Monthly Archives: August 2016

Is there anything that this Guinness World Record holder ‘wondo’ ?

M Jayanth Reddy | a radhakrishna
M Jayanth Reddy | a radhakrishna

Hyderabad :

A 54-year-old throwing almost six punches per second seems like a story straight out of the Shaolin temples in China. But M Jayanth Reddy from Hyderabad proved to the world, on July 2, that he is a tough nut to crack when he broke the Guinness World Record for the most number of full contact punches in a minute using one hand – hitting 352 of them in the process.

His tryst with world records started in 2010 when he broke the world record for the maximum number of round kicks in a minute. He followed it up with a staggering 10 individual Guinness World Records in martial arts. A taekwondo practitioner since the age of 14, Jayanth won five gold medals at national championships from 1983-88. But fate had something else in store for him. After being unable to crack the Olympic riddle, he shifted his focus to teaching the martial art to youngsters. “I opened my academy in 1996-97 and since then I have taught more than five lakh students,” the eighth Dan Black Belt holder said.

The inspiration to attempt scores of world records came from his family members.

An IPL inspired tournament is Jayanth’s ultimate aim. “By November, 2017 we will start International Taekwondo Champions League which will have participants from India, Thailand and the USA,” he asserted. In a chat with Express, Jayanth said that his latest world record was the toughest. “In taekwondo, kicks are used ninety per cent of the time. So to break the one handed punches world record was really tough.”

His students haven’t been left behind when it comes to smashing world records. “Konda Sahadev, who has been a student of mine for over two decades, has nine world records to his credit, while R Gajendra Kumar and Abdul Khalil have six each,” said Jayanth. Nothing seems to be stopping the pentagenarian, who plans to break one more world record in near future.

The third-generation Hyderabadi resident has authored two books on healthy lifestyle. He expressed his concerns about India not performing well at the recently concluded Olympics. “I will identify talented people soon and start training them for the Tokyo Olympics,” Jayanth said. He opined that the country is filled with talent.

source: / The New Indian Express / Home> Cities> Hyderabad / by Vishal Vivek / August 29th, 2016

Historical Sir Ronald Ross Institute remains unused


He discovered the malarial parasite in the intestines of female mosquito at the fag end of his stint as medical officer on these premises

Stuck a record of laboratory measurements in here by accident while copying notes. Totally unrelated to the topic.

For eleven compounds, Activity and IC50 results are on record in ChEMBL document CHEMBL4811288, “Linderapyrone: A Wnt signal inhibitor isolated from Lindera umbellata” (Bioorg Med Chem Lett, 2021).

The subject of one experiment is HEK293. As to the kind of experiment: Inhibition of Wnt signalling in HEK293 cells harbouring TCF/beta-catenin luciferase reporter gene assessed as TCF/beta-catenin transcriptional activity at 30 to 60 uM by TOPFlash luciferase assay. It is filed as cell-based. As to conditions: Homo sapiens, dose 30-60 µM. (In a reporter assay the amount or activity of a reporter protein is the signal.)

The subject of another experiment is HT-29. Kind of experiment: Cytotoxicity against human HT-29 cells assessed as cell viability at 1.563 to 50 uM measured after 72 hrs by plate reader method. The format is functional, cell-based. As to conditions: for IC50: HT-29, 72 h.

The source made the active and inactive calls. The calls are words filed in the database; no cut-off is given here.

The pride of being home to the discovery of malarial parasite is not something that any city would let pass without a care. The site of such historic discovery in Hyderabad, however, lies tucked away in a remote corner of Begumpet, unnoticed by many, and unused for more than six years.

The Sir Ronald Ross Institute of Parasitology, a heritage building, is under lock and key for most of the time, not open even for the visitors who might be interested in catching a few glimpses of the photo museum inside.

Nobel laureate Ronald Ross discovered the presence of malarial parasite in the intestines of female anopheles mosquito at the fag end of his stint as medical officer on these premises between 1895 and 1897, when it was a hospital for the British regimental troops. Copy of a journal entry by Mr. Ross about the discovery dated August 20 can be found in the museum, as also his drawings of the parasite.

The building later served as an “officers mess” for British regiment, and was under Deccan Airlines for a brief while. Later after accession of Hyderabad State, it was handed over to the Osmania Medical College for further research on Malaria.

However, later, the 2.5-acre premises were handed over to the Airport Authority of India (then National Airports Authority) for development of the peripheral areas of the Begumpet Airport. In 1975, with initiative from the OU Zoology department, the structure was handed over to the Osmania University, while the land remains with the AAI. After being identified as heritage structure, renovation of the building was carried out in 2010-12 with Rs.45 lakh, which has brought back the lost aura to it. However, since then, the premises remain unoccupied, with whatever research in the institute’s name, having been shifted out into the OU premises.

“Land ownership by the AAI remains a road block for any effort to develop it as a pioneering research centre for vector-borne diseases. There is no approach road to the premises. Though Rs.6.5 crore was sanctioned earlier by the Archaeological Survey of India for approach road, we could not use it as AAI denied permission,” Director of the institute B.Reddya Naik informed.

Besides, water supply too was disconnected recently by the AAI to curb illegal water tapping, which rendered the premises even more unusable. Correspondence since 1997 with the Civil Aviation Ministry for transfer of land has not yielded results.

source: / The Hindu / Home> News> Cities> Hyderabad / by Swathi Vadlamudi / Hyderabad – August 21st, 2016